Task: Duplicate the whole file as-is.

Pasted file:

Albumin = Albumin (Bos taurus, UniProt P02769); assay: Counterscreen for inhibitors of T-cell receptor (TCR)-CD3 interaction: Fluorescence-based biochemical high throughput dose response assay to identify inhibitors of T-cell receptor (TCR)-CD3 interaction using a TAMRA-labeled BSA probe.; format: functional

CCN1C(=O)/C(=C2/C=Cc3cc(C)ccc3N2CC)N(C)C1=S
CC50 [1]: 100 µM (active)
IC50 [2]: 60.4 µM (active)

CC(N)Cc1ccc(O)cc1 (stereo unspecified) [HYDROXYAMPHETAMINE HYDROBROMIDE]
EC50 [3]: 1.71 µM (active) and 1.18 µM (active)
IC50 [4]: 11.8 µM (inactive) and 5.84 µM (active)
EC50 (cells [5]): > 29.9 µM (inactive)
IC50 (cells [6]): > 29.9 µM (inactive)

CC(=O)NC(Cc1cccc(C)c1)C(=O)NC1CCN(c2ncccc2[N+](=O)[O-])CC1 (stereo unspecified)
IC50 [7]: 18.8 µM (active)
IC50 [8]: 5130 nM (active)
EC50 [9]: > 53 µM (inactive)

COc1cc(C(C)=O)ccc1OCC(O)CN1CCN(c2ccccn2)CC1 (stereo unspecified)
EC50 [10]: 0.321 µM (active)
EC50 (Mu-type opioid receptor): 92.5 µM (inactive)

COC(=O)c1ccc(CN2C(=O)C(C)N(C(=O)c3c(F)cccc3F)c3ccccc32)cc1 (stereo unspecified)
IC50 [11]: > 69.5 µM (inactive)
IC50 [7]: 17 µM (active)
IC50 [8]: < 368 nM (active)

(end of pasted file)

Albumin = Albumin (Bos taurus, UniProt P02769); assay: Counterscreen for inhibitors of T-cell receptor (TCR)-CD3 interaction: Fluorescence-based biochemical high throughput dose response assay to identify inhibitors of T-cell receptor (TCR)-CD3 interaction using a TAMRA-labeled BSA probe.; format: functional

CCN1C(=O)/C(=C2/C=Cc3cc(C)ccc3N2CC)N(C)C1=S
CC50 [1]: 100 µM (active)
IC50 [2]: 60.4 µM (active)

CC(N)Cc1ccc(O)cc1 (stereo unspecified) [HYDROXYAMPHETAMINE HYDROBROMIDE]
EC50 [3]: 1.71 µM (active) and 1.18 µM (active)
IC50 [4]: 11.8 µM (inactive) and 5.84 µM (active)
EC50 (cells [5]): > 29.9 µM (inactive)
IC50 (cells [6]): > 29.9 µM (inactive)

CC(=O)NC(Cc1cccc(C)c1)C(=O)NC1CCN(c2ncccc2[N+](=O)[O-])CC1 (stereo unspecified)
IC50 [7]: 18.8 µM (active)
IC50 [8]: 5130 nM (active)
EC50 [9]: > 53 µM (inactive)

COc1cc(C(C)=O)ccc1OCC(O)CN1CCN(c2ccccn2)CC1 (stereo unspecified)
EC50 [10]: 0.321 µM (active)
EC50 (Mu-type opioid receptor): 92.5 µM (inactive)

COC(=O)c1ccc(CN2C(=O)C(C)N(C(=O)c3c(F)cccc3F)c3ccccc32)cc1 (stereo unspecified)
IC50 [11]: > 69.5 µM (inactive)
IC50 [7]: 17 µM (active)
IC50 [8]: < 368 nM (active)